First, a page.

A gold medal winner at the 2012 Olympics, the 30-year-old southpaw is the reigning WBO champion, having acquired that belt in Poland with a unanimous decision over previously undefeated Krzystof Glowacki. In his most recent bout, he defeated former U.S. Olympian Michael Hunter Jr. via UD 12. Although he didn’t get the stoppage, Usyk had Hunter hanging on by a thread in the final round.

Krzysztof Wlodarczyk (53-3-1, 37 KOs) – Poland

The oldest entrant in the cruiserweight bracket, the 35-year-old Pole won the WBC cruiserweight title in 2010 and made six successful defenses before being dethroned by Grigory Drozd (currently 40-1) in Moscow. In his last start he nipped previously undefeated Noel Gevor, winning a split decision.

Former WBO cruiserweight champion Kyzysztof Glowacki (27-1, 17 KOs), a 30-year-old Pole, was aced out by Perez, a major surprise, but has agreed to serve as an alternate.


Juergen Braehmer (48-3, 35 KOs) – Germany

A pro since 1999, the 38-year-old Braehmer is the grand old man of this competition. A former WBO and WBA light heavyweight titlist, he had won 17 straight before running into Nathan Cleverly in October of last year. Braehmer was ahead on points when he was forced to pull out after six rounds with a dislocated elbow.

Rob Brant (22-0, 15 KOs) – USA

The only U.S.-born fighter in either sector of the tournament, Brant has been competing as a middleweight but was a National Golden Gloves champion at 178 pounds. The Minnesota native shifted his base of operations to Dallas several years ago to get better sparring (think Jermell Charlo and Errol Spence Jr.).

Jamie Cox (23-0, 12 KOs) – England

A 30-year-old southpaw, Cox was in action last week (July 1), scoring a first round knockout over Croatian slug Ivan Jukic. This was his third start since serving a six-month prison sentence for breaking into his ex-girlfriend’s apartment and threatening her.

George Groves (26-3, 19 KOs) – England

The 29-year-old Groves switched trainers after losing his WBC title to Badou Jack and is 6-0 with Shane McGuigan in his corner. His other losses were inside the distance to countryman Carl Froch. The first fight was controversial – Groves was ahead on all three scorecards – and the rematch, which attracted 80,000 to Wembley Stadium, was basically even until Froch lowered the boom.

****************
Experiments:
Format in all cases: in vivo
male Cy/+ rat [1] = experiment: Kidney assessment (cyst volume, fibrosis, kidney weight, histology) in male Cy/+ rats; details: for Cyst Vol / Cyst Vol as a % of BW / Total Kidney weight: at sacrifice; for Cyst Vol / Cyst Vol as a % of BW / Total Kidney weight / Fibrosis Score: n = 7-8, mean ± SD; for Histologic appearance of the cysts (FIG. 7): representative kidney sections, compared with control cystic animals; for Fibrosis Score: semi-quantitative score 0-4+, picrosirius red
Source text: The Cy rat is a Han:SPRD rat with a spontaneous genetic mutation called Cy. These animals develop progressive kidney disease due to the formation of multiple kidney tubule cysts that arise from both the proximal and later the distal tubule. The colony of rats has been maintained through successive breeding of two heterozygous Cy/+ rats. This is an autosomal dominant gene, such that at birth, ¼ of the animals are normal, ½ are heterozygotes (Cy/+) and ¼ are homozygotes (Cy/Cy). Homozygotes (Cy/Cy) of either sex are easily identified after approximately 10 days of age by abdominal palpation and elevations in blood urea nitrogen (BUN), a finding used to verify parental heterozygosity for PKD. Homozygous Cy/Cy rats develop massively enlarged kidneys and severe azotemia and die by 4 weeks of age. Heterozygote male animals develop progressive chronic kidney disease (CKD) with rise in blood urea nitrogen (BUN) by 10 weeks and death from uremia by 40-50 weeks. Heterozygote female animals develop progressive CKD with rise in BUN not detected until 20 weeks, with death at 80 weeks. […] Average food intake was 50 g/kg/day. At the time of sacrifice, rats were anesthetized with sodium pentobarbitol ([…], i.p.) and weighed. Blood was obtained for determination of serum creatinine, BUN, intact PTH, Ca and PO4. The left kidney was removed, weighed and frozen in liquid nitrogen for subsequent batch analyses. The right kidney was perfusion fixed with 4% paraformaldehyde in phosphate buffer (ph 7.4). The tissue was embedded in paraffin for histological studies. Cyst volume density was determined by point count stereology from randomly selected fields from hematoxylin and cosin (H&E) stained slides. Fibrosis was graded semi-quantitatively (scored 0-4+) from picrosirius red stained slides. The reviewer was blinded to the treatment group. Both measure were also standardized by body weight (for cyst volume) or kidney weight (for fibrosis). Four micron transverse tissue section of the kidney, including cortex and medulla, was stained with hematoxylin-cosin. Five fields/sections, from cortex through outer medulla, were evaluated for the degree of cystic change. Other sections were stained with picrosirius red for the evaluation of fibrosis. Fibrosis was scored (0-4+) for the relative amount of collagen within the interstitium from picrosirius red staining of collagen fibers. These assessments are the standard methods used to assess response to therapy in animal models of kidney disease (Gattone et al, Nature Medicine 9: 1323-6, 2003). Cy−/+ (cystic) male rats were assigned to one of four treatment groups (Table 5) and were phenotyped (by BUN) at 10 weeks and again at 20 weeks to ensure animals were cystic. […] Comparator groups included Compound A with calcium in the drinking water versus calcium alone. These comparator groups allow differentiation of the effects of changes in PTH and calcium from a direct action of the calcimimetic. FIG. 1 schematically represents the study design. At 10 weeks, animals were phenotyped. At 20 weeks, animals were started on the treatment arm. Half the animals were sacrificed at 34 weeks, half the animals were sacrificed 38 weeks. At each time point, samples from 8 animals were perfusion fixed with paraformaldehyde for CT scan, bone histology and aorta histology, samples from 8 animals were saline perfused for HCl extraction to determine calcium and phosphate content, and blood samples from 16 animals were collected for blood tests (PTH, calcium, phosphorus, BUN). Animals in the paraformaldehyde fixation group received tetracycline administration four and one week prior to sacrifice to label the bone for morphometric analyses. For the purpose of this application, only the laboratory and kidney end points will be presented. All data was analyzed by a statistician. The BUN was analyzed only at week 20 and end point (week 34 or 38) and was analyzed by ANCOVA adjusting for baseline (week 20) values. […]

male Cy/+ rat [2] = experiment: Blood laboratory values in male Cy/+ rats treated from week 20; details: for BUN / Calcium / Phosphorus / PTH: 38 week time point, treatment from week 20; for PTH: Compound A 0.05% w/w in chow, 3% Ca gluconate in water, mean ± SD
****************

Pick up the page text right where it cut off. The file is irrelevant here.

Erik Skoglund (26-0, 12 KOs) – Sweden

A potential #8 seed, the 26-year-old Skoglund, in common with Juergen Braehmer, is coming down in weight after competing as a light heavyweight. He had two early fights in Germany, but since then has fought exclusively in Scandinavia.

Callum Smith (22-0, 17 KOs) – England

The youngest, biggest, and most talented of the four fighting Smith brothers, Callum whacked out nine of his first 19 opponents in the opening round, inviting comparisons to Hall of Famer Joe Calzaghe. The six-foot-three Liverpudlian spurned a match with Anthony Dirrell for the vacant WBC title to participate in this competition.

Avni Yildirim (16-0, 10 KOs) – Turkey

Avni who? A 25-year-old Turk, Yildirim had one fight on U.S. soil, winning a 10-round decision over then 46-year-old Glen Johnson in Miami. His best win was a third round stoppage of Schiller Hyppolite who was 21-1 going in. In May he was in Mexico where he scored a mild upset, winning a 12-round decision over Marco Antonio Periban.

The final slot will go the winner of the July 15 bout in London between Chris Eubank Jr. (24-1, 19 KOs) and German-Armenian veteran Arthur Abraham (46-5, 30 KOs). Eubank is a heavy favorite. Germany’s 21-year-old wonder kid Vincent Feigenbutz (26-2, 23 KOs) is on standby in case someone drops out.